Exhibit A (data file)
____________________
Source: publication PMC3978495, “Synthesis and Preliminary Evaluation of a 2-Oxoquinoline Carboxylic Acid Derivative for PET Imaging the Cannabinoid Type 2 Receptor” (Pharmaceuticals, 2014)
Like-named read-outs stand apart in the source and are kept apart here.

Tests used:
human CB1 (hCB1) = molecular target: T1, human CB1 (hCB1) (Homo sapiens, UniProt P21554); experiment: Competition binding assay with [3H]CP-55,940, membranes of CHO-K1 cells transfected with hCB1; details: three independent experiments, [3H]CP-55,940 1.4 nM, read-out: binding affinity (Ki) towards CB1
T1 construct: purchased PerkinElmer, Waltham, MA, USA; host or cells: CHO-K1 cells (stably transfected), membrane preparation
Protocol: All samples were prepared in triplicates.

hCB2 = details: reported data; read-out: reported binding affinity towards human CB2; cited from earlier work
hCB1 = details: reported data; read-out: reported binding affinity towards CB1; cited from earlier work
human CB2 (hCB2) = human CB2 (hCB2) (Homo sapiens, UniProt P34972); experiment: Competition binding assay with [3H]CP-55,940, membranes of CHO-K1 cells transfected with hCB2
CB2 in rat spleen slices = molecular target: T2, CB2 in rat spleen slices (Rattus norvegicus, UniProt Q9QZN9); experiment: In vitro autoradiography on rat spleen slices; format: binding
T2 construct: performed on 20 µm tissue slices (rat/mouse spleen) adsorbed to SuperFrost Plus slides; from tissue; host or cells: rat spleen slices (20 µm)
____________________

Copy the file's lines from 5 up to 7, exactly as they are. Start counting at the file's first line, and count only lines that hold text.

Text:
T1 construct: purchased PerkinElmer, Waltham, MA, USA; host or cells: CHO-K1 cells (stably transfected), membrane preparation
Protocol: All samples were prepared in triplicates.

hCB2 = details: reported data; read-out: reported binding affinity towards human CB2; cited from earlier work